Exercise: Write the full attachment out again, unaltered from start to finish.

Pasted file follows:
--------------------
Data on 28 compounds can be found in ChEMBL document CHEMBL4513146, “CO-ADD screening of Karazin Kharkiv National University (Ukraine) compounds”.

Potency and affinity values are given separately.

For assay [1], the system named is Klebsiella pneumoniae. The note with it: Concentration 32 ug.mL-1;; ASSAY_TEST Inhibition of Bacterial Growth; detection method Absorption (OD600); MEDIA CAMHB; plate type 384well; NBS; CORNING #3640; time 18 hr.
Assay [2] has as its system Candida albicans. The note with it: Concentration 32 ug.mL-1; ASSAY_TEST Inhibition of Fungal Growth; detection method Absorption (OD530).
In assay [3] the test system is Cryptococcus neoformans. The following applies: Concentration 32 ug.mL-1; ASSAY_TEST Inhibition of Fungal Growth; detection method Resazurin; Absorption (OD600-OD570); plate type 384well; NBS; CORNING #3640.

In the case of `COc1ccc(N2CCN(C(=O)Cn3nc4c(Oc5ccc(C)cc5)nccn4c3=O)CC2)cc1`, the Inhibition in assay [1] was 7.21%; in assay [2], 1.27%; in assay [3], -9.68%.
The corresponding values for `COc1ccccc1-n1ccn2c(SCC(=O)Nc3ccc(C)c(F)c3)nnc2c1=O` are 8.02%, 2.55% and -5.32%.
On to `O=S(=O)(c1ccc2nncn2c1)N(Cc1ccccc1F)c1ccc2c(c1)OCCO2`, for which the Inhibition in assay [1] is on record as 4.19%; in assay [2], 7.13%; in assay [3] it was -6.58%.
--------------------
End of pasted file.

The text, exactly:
Data on 28 compounds can be found in ChEMBL document CHEMBL4513146, “CO-ADD screening of Karazin Kharkiv National University (Ukraine) compounds”.

Potency and affinity values are given separately.

For assay [1], the system named is Klebsiella pneumoniae. The note with it: Concentration 32 ug.mL-1;; ASSAY_TEST Inhibition of Bacterial Growth; detection method Absorption (OD600); MEDIA CAMHB; plate type 384well; NBS; CORNING #3640; time 18 hr.
Assay [2] has as its system Candida albicans. The note with it: Concentration 32 ug.mL-1; ASSAY_TEST Inhibition of Fungal Growth; detection method Absorption (OD530).
In assay [3] the test system is Cryptococcus neoformans. The following applies: Concentration 32 ug.mL-1; ASSAY_TEST Inhibition of Fungal Growth; detection method Resazurin; Absorption (OD600-OD570); plate type 384well; NBS; CORNING #3640.

In the case of `COc1ccc(N2CCN(C(=O)Cn3nc4c(Oc5ccc(C)cc5)nccn4c3=O)CC2)cc1`, the Inhibition in assay [1] was 7.21%; in assay [2], 1.27%; in assay [3], -9.68%.
The corresponding values for `COc1ccccc1-n1ccn2c(SCC(=O)Nc3ccc(C)c(F)c3)nnc2c1=O` are 8.02%, 2.55% and -5.32%.
On to `O=S(=O)(c1ccc2nncn2c1)N(Cc1ccccc1F)c1ccc2c(c1)OCCO2`, for which the Inhibition in assay [1] is on record as 4.19%; in assay [2], 7.13%; in assay [3] it was -6.58%.